On derived categories and infinity categories:

  1. The language of infinity-categories” (Kerodon).
  2. Emily Riehl” (Johns Hopkins University). Dr. Riehl’s home page.
  3. Lectures on infinity categories“, by Vladimir Hinich (arXiv, 2018-11-04).
  4. Understanding the derived infinity category“, by Akhil Mathew (Climbing Mount Bourbaki. 2012-07-14).
  5. Gabriel’s theorem and birational geometry“, by John Calabrese & Roberto Pirisi (2018-04-06).

Read : 2019-09-17

Today’s selection of articles:

  1. In Edward Snowden’s new memoir, the disclosure this time are personal“, by Jennifer Szalai (NY Times, 2019-09-13).
  2. Felicity Huffman sentenced to 14 days in jail for her role in college admissions cheating scandal“, by Katie Reilly (Time, 2019-09-13).
  3. ‘There’s no such thing as cold, hard reality’: Meet the Hyperloop’s truest believers“, by Aaron Gordon (Jalopnik, 2019-09-16).

Read : 2019-09-14

Today’s selection of articles:

  1. In Edward Snowden’s new memoir, the disclosures this time are personal“, by Jennifer Szalai (NY Times, 2019-09-13).
  2. Felicity Huffman sentenced to 14 days in jail for her role in college admissions cheating scandal“, by Katie Reilly (Time, 2019-09-13).
  3. ‘There’s no such thing as cold, hard reality’: meet the hyperloop’s truest believers“, by Aaron Gordon (Jalopnik, 2019-09-09).

Read : 2019-06-15

Today’s selection of articles:

  1. Why the NSA called me after midnight and requested my source code“, by Peter Avritch (Medium, 2018-10-23). Part of me appreciates the author’s desire to protect others. Part of me wonders why someone (or some organization) that wants your help can’t share a little more about what your help is actually going to be used for. (Oh, right, the secrecy is meant to protect us.) Part of me realizes there is very little individuals can do against modern state power. Part of me is impressed that individuals are still willing to band together and try and, sometimes, prevail (see Hong Kong), at least on the surface.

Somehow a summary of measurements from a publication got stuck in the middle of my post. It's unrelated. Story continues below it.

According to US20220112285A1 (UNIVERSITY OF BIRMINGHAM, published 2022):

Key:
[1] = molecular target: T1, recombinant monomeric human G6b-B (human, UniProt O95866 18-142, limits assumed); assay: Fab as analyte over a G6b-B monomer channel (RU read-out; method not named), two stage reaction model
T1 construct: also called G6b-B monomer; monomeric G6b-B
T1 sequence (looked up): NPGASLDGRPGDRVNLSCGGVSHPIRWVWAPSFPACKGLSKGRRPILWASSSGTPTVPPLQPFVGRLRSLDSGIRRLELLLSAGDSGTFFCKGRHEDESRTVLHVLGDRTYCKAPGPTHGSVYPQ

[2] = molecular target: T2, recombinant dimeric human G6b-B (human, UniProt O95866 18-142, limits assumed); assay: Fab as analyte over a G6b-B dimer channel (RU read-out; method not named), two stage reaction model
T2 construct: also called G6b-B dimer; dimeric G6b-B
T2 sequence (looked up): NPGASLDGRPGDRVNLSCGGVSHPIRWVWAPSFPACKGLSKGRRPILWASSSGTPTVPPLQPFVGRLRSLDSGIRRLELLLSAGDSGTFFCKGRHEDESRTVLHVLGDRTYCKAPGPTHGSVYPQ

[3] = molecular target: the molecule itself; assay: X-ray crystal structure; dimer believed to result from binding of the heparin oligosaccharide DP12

In the crypto world, several announcements about exchanges delisting certain coins for, or outright blocking, US users. None of the articles cites a reason. Presumably the delisted coins are not “US compliant”.

  1. Binance DEX website will geoblock users from 29 countries, including the US“, by Adrian Zmudzinski (Coin Telegraph, 2019-06-02).
  2. Crypto exchange Bittrex to block US users from trading in 32 cryptos“, by Adrian Zmudzinski (Coin Telegraph, 2019-06-09).
  3. US residents will lose access to many altcoins on Binance starting in September“, by Max Broddy (Coin Telegraph, 2019-06-15). I think what the article title means is, Certain altcoins will be untradable for US users, via any (legally registered) market, when Binance becomes unavailable to US users (though I thought this was scheduled to happen 1 July, not in September).

Read : 2019-06-02

Today’s selection of articles:

  1. Are we fighting a war on homelessness? Or a war on the homeless?“, by Ginia Bellafante (NY Times, 2019-05-31).
  2. NSA denies its cyberweapon was used in Baltimore attack, congressman says“, by Scott Shane & Nicole Perlroth (NY Times, 2019-05-31).
  3. A new era of money #Facebook coin“, by Sarvesh Mathi (Altcoin Magazine, 2019-03-30). “[T]he digital currency will be a stable coin and will be first made available for foreign remittances on WhatsApp.” The author speculates that Facebook’s cryptocurrency will attract users via its convenience and low(er) transaction fees. The author notes similarities between Facebook’s purported plan and WeChat’s payments model.
  4. Why specialization can be a downside in our ever-changing world“, by Angela Chen (Verge, 2019-05-30). An interview with David Epstein about ideas in his new book, Range, discussing the merits of and dynamics between specialists and generalists. I like the quote from Herminia Ibarra he mentions: “We learn who we are in practice, not in theory.” Recalls an observation that great scientists of the 19th century (and probably other centuries, too) kept reflective journals. Also, Epstein’s discussion of science curiosity (versus science knowledge) makes me think about the flat-earth documentary “Behind the curve”.

Also, cool to know:

  1. The cost of ceiling fans vs. air conditioning: what’s the difference?“, by Gil (, 2012-07-26). Be aware of the website’s potential bias!